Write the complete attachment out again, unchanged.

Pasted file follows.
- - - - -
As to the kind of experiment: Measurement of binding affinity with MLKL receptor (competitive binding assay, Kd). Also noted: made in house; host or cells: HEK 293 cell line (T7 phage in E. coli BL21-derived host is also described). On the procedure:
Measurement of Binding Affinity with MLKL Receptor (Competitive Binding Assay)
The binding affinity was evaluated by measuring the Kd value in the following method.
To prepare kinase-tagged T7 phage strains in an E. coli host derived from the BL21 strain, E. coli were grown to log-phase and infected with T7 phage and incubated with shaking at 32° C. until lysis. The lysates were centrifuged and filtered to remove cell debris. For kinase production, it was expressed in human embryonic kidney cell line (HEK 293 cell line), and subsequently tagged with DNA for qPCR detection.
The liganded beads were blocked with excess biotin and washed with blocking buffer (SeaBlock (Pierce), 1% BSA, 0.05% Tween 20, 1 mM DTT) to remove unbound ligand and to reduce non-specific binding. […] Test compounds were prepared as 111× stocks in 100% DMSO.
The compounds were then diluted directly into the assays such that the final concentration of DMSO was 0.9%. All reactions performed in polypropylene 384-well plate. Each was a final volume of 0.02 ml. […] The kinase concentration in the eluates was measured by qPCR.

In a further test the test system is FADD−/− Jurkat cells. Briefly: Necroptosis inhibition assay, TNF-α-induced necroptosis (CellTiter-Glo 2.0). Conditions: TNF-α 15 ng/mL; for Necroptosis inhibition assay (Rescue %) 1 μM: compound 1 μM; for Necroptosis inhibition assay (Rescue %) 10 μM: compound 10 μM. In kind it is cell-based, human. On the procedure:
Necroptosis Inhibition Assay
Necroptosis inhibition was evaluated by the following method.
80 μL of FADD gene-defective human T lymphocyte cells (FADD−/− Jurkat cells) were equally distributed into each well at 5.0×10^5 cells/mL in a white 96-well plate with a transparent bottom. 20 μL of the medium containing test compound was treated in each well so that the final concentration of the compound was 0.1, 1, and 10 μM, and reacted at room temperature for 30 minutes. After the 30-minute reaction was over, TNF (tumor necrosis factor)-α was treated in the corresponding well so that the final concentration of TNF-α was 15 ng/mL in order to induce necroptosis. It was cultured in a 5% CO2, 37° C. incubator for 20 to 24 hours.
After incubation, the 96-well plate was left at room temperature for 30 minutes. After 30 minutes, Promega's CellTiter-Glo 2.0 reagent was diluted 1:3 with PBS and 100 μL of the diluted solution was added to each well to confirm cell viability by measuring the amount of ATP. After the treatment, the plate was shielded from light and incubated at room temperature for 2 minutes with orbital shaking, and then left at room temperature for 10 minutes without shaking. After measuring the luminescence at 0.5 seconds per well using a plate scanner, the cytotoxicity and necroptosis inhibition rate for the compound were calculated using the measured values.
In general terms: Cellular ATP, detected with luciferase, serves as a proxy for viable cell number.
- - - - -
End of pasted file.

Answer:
As to the kind of experiment: Measurement of binding affinity with MLKL receptor (competitive binding assay, Kd). Also noted: made in house; host or cells: HEK 293 cell line (T7 phage in E. coli BL21-derived host is also described). On the procedure:
Measurement of Binding Affinity with MLKL Receptor (Competitive Binding Assay)
The binding affinity was evaluated by measuring the Kd value in the following method.
To prepare kinase-tagged T7 phage strains in an E. coli host derived from the BL21 strain, E. coli were grown to log-phase and infected with T7 phage and incubated with shaking at 32° C. until lysis. The lysates were centrifuged and filtered to remove cell debris. For kinase production, it was expressed in human embryonic kidney cell line (HEK 293 cell line), and subsequently tagged with DNA for qPCR detection.
The liganded beads were blocked with excess biotin and washed with blocking buffer (SeaBlock (Pierce), 1% BSA, 0.05% Tween 20, 1 mM DTT) to remove unbound ligand and to reduce non-specific binding. […] Test compounds were prepared as 111× stocks in 100% DMSO.
The compounds were then diluted directly into the assays such that the final concentration of DMSO was 0.9%. All reactions performed in polypropylene 384-well plate. Each was a final volume of 0.02 ml. […] The kinase concentration in the eluates was measured by qPCR.

In a further test the test system is FADD−/− Jurkat cells. Briefly: Necroptosis inhibition assay, TNF-α-induced necroptosis (CellTiter-Glo 2.0). Conditions: TNF-α 15 ng/mL; for Necroptosis inhibition assay (Rescue %) 1 μM: compound 1 μM; for Necroptosis inhibition assay (Rescue %) 10 μM: compound 10 μM. In kind it is cell-based, human. On the procedure:
Necroptosis Inhibition Assay
Necroptosis inhibition was evaluated by the following method.
80 μL of FADD gene-defective human T lymphocyte cells (FADD−/− Jurkat cells) were equally distributed into each well at 5.0×10^5 cells/mL in a white 96-well plate with a transparent bottom. 20 μL of the medium containing test compound was treated in each well so that the final concentration of the compound was 0.1, 1, and 10 μM, and reacted at room temperature for 30 minutes. After the 30-minute reaction was over, TNF (tumor necrosis factor)-α was treated in the corresponding well so that the final concentration of TNF-α was 15 ng/mL in order to induce necroptosis. It was cultured in a 5% CO2, 37° C. incubator for 20 to 24 hours.
After incubation, the 96-well plate was left at room temperature for 30 minutes. After 30 minutes, Promega's CellTiter-Glo 2.0 reagent was diluted 1:3 with PBS and 100 μL of the diluted solution was added to each well to confirm cell viability by measuring the amount of ATP. After the treatment, the plate was shielded from light and incubated at room temperature for 2 minutes with orbital shaking, and then left at room temperature for 10 minutes without shaking. After measuring the luminescence at 0.5 seconds per well using a plate scanner, the cytotoxicity and necroptosis inhibition rate for the compound were calculated using the measured values.
In general terms: Cellular ATP, detected with luciferase, serves as a proxy for viable cell number.